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Those three things are really the only necessities for a reading spot, but we added some color and decorations in a self-titled ‘woodland animals and mixed metals’ theme.  The watercolor print of a fox with flowers on her hat tied right in with the tiny flowers on the chair.  We also wanted an uplifting quote, which was found in another fox print from etsy.  

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A gold paper garland, copper lamp, and gold painted shelves added a bit of metallic glam for two fun little girls.  We are still waiting on some wooden arrows, but they will compliment the wood frames and add another ‘wood’land touch.

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The girls love their special reading corner and it adds a sweet welcoming scene from several viewpoints in their home.  Thanks Stephanie and Tyson!

Kids Outdoor Activity Center

Inspired by a recent article in Family Fun Magazine and a desire to have easily accessible activities for my kids, I decided to make an outdoor activity center.

After rescuing a sturdy metal shelf from my donation pile, I decided against spray painting it for now.  I like the shiny black color, and if it starts showing signs of rust, I will clean it and use a primer and rust-resistant spray paint made for metal.

Ideally, you would place your ‘activity center’ under a covered area to protect it somewhat from the elements. For now, ours is in the little fort area because it is partially covered.  Because my cart is pretty small, I want to add wheels to the bottom to make it easy to roll into the garage when needed.

Next, I shopped my house and collected tubs and containers that won’t get ruined outdoors.  Plastic milk crates, plastic shoe boxes with lids, and metal nut or coffee cans with plastic lids were my top choices.  I also had a few plastic baskets from the dollar store for things that don’t need to be covered.  I spray painted the metal cans and the shoe box lids to make things more colorful.  Labels on everything help both kids and adults return items to their designated boxes.

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Family Fun Magazine suggested some supplies: sidewalk chalk, sand toys, bubble mix, washable paints, outdoor games and balls, kid’s gardening tools, flashlights and jump ropes.  I also added water beads, colored salt and metal trays for writing letters.  To keep things interesting, we will also have a rotating ‘nature’ box where they can collect things like rocks, leaves or whatever we happen to be observing that week.  A large plastic tub with a lid is great for storing outdoor pillows for reading, or towels and blankets for swimming and fort building.

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Add a tub of ice to keep water bottles cold, a small cooler for snacks and you have all the ingredients for several hours of outdoor fun.  Pop open a large umbrella for shade, and don’t forget the sunscreen!

Curtains, Drapes and Blinds, Oh My!

*For those of you around Pocatello, I am teaching “The Organized Home: Clean Sweep” on Monday, February 9, from 6-8:30 pm!  Sign up through ISU Workforce Training!

I know I am not the only one who finds this time of year a little depressing.  One way I try to combat the short days and cold weather is to open up the shades and let the daylight in for as many hours as possible.  I am much more likely to open the window treatments if they are quick and easy to operate.  Here are a few suggestions that will help you let the sun shine in during those precious daylight hours:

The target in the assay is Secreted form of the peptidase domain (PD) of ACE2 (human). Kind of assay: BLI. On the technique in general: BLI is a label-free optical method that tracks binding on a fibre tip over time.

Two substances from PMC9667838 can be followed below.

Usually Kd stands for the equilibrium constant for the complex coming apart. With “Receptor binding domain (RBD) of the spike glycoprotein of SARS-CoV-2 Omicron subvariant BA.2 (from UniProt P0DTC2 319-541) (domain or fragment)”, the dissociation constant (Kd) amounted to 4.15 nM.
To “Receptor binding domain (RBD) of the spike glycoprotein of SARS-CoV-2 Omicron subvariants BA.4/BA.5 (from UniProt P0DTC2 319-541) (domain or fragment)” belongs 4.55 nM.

1. Hang your curtains or drapes high and wide.  Hanging the fabric almost entirely outside of the window frame allows much more of the window (and daylight) to be open and visible.  Hanging the panels 6-9 inches above the window makes your room appear taller.  While I have always tried to do this, the curtains in our living room were too short to hang much above the window. IMG_6351We lived for a short time with the left curtains still lower and the right ones raised up! This photo really shows how much difference it made to raise the curtains higher.IMG_6630I recently purchased longer curtain panels, so we raised both rods to the 8-foot ceiling.  We were amazed how much taller and bigger our living room appeared!

2. Make the window treatment easy to open.  If it is tedious to pull back the drapes, it is less likely to get done.  Our living room curtain panels have grommets at the top so they slide easily on the rod, and I open them every day.  Ring clips also work well for simple fabric panels.  If you invest in heavier drapes, make sure you also get quality, smooth running pulls.  IMG_6613

3. Consider layering window treatments.  For our bedroom, we have inexpensive bamboo stick blinds layered under floor-to-ceiling curtain panels.  The curtains usually stay open all the time, and we just open and close the blinds.  IMG_6615The blinds are also hung to the ceiling, concealing the bit of wall between the ceiling and the top of the window.  Hanging blinds high allows more of the actual window to be free, making it appear larger.

4. Research your options.  Although I love the look and added softness (and color) of fabric window treatments, we chose a different route for the kids’ room.  Floor to ceiling curtain panels took up too much wall space in the already small room.  I also worried about them being pulled down accidentally.  I don’t particularly like the look of shorter curtains, so instead I purchased white blackout roller shades at IKEA. IMG_6637 They are very easy to open and close, and the wall below the window is now open for play.

IMG_6644To keep afternoon light from overpowering the kitchen, I shortened a bamboo blind originally designed for a french door.